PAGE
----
Native Plants of Monaco
The Princess Grace Rose Garden in Monaco houses more than 4,000 rose trees of more than 150 varieties. Monaco also has an Exotic Garden with thousands of succulent plants and a Japanese Garden with pine and olive trees, a koi pond and waterfalls. Many roses, palms, aloes, carobs, tamarisks, mimosas, camellias, orange trees and other flowers and plants thrive in Monaco's moderate Mediterranean climate.
The European fan palm (Chamaerops humilis) is native to Europe and North Africa, and the hills of Monaco. It is a slow-growing evergreen that flourishes in the full Mediterranean sun and in soil with good drainage. In the mild year-round climate of Monaco, it can reach a height of 5 to 20 feet. Because of its relaxed growing pattern, the European fan palm is a favorite for containers and large planters. Its vibrant green leaves can attain a width of 3 feet. Although it does not flower, this palm plant produces reddish-brown, round to oval fruit of about 1 inch in diameter.
- The Princess Grace Rose Garden in Monaco houses more than 4,000 rose trees of more than 150 varieties.
- The European fan palm (Chamaerops humilis) is native to Europe and North Africa, and the hills of Monaco.
Among Monaco’s many beautiful wildflowers are fritillarias (Fritillary involucrata). They are large, bell-like flowers whose colors are brilliant jade green checkered with shades of reddish-purple. For this interesting combination of patterns and colors, they are described as harlequin flowers. The stems of fritillarias stand 6 to 12 inches, making them fairly prominent and easy to spot. The genus, Fritillaria, which is part of the lily family, includes more than 80 species.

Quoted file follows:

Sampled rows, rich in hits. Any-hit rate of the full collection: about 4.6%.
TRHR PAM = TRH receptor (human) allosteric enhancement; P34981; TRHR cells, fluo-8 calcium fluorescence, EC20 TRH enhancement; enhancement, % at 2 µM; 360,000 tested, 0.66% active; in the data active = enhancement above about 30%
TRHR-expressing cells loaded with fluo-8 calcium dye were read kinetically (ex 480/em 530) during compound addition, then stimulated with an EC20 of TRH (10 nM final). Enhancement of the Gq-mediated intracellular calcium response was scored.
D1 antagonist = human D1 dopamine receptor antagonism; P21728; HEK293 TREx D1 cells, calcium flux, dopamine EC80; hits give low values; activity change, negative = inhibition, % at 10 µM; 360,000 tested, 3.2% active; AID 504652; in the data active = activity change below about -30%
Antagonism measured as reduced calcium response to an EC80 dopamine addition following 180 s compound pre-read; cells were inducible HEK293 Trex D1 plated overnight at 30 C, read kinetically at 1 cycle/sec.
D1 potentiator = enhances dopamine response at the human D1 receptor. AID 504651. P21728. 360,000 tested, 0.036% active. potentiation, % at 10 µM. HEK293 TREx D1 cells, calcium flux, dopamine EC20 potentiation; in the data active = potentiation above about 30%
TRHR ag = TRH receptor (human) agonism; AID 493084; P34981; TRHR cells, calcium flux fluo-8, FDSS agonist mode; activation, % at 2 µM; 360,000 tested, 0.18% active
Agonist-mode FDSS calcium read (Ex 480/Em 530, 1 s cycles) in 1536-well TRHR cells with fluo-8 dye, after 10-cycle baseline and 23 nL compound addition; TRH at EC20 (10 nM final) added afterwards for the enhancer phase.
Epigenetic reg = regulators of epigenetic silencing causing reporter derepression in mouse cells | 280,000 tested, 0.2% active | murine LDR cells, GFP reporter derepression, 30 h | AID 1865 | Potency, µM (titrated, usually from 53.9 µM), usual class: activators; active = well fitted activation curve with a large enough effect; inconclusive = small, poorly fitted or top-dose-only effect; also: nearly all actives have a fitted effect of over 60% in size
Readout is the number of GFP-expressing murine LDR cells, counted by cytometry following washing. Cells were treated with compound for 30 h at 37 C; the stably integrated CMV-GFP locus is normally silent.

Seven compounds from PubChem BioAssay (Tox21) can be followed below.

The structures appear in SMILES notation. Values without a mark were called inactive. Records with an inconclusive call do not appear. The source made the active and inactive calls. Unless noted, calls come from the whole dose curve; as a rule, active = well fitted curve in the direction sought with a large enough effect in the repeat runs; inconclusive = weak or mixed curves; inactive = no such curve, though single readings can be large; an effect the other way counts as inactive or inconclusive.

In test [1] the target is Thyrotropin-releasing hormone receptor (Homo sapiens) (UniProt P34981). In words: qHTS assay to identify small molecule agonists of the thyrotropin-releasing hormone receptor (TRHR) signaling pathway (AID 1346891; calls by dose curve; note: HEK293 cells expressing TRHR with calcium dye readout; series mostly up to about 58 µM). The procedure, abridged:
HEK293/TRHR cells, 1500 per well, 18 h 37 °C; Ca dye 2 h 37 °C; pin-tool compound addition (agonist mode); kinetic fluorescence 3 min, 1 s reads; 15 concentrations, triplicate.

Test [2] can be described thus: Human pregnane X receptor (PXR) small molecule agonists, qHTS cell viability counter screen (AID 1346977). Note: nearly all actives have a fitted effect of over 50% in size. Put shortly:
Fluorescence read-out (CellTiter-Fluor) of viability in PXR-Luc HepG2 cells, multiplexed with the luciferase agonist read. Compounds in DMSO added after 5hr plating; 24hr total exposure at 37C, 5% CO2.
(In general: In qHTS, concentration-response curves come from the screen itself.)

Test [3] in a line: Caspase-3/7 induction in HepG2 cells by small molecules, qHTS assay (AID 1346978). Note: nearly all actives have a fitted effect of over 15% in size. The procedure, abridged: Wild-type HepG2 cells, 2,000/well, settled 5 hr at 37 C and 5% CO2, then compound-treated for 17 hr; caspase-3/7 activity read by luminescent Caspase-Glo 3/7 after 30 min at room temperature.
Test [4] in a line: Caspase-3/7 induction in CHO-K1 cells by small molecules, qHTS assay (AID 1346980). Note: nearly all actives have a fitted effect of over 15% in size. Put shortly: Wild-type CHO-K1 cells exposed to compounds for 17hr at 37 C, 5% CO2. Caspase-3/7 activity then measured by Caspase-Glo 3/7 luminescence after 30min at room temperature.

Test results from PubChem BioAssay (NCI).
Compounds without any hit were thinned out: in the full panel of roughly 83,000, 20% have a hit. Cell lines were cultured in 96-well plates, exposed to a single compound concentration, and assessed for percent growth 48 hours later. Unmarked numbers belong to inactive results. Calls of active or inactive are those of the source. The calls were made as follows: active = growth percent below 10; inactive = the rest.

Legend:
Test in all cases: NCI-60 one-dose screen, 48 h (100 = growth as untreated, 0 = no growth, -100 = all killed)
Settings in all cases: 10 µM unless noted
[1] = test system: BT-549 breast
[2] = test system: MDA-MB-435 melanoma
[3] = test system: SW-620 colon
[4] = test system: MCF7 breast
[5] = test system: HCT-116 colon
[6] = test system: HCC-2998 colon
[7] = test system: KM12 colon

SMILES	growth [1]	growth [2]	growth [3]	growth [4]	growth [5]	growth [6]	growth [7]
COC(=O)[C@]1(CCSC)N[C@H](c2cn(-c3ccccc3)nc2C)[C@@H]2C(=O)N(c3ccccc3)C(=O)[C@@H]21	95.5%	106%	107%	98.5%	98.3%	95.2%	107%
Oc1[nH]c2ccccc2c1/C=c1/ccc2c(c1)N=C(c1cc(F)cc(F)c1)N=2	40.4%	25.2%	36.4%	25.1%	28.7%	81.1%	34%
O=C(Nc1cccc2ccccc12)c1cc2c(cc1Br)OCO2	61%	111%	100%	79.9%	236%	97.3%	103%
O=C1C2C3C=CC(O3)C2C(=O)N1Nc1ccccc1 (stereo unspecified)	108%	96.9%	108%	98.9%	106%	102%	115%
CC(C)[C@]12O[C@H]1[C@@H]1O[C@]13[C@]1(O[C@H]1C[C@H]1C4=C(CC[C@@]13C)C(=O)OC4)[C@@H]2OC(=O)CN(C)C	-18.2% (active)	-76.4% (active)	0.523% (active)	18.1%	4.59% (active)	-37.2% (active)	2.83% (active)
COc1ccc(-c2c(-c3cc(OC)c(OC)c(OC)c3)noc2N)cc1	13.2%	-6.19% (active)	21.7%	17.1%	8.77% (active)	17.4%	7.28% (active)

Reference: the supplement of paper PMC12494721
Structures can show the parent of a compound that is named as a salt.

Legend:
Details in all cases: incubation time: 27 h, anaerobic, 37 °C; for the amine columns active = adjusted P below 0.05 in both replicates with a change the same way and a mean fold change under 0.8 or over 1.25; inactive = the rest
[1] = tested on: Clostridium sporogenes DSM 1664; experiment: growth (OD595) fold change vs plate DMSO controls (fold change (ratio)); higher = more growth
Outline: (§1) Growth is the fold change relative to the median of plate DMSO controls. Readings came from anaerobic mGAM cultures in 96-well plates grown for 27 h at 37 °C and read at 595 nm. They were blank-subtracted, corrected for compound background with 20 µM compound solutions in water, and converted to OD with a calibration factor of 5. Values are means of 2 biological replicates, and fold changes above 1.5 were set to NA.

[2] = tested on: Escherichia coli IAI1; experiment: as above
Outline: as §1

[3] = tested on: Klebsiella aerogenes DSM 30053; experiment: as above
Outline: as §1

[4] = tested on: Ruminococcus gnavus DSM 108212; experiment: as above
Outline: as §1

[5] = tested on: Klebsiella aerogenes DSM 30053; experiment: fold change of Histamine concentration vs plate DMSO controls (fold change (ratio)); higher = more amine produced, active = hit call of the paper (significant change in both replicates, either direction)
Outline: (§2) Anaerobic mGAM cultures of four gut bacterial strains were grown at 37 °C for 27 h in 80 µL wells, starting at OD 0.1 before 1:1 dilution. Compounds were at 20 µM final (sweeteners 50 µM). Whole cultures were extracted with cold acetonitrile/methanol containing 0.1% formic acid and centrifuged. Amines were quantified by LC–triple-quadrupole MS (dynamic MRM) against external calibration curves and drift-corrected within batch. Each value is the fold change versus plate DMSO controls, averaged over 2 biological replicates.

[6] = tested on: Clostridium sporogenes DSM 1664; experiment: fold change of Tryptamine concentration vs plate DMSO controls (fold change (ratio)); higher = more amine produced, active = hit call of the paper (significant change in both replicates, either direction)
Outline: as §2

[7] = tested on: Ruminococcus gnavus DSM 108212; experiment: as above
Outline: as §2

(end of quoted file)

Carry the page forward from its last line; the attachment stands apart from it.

The orange lily (Lilium bulbiferum) is indigenous to Monaco and other parts of Europe. Botanists classify it as a perennial bulb and a member of the Liliaceae family. Its flowers are about 4 inches wide and its alternate leaves are about the same length. The Lilium pomponium, sometimes called the turban lily, features nodding red flowers with black specks and grows to about 3 feet high. An interesting footnote: Dutch lily breeder Klaas de Jong named a fragrant, pale yellow Mediterranean lily “Lys Princess Grace.” It is now known as “Monaco.”
- Among Monaco’s many beautiful wildflowers are fritillarias (Fritillary involucrata).
- The Lilium pomponium, sometimes called the turban lily, features nodding red flowers with black specks and grows to about 3 feet high.
The sea mallow (Lavatera maritima) is a member of the Malvaceae family. This fast-growing evergreen shrub can reach a height of 6 to 8 feet tall and 8 to 12 feet wide. The dainty white, mauve and purple flowers grow in dry, craggy places hundreds of feet above sea level. These flowers bloom throughout the year at hilltop elevations where visitors to Monaco can also enjoy the picturesque view of Monte Carlo below.
Based in Northern California, Maureen Katemopoulos has been a freelance writer for more than 25 years. Her articles on travel, the arts, cuisine and history have appeared in publications such as "Stanislaus Magazine," "Orientations," "The Asia Magazine" and "The Peninsula Group Magazine." She holds a Baccalaureate degree in journalism from Stanford University.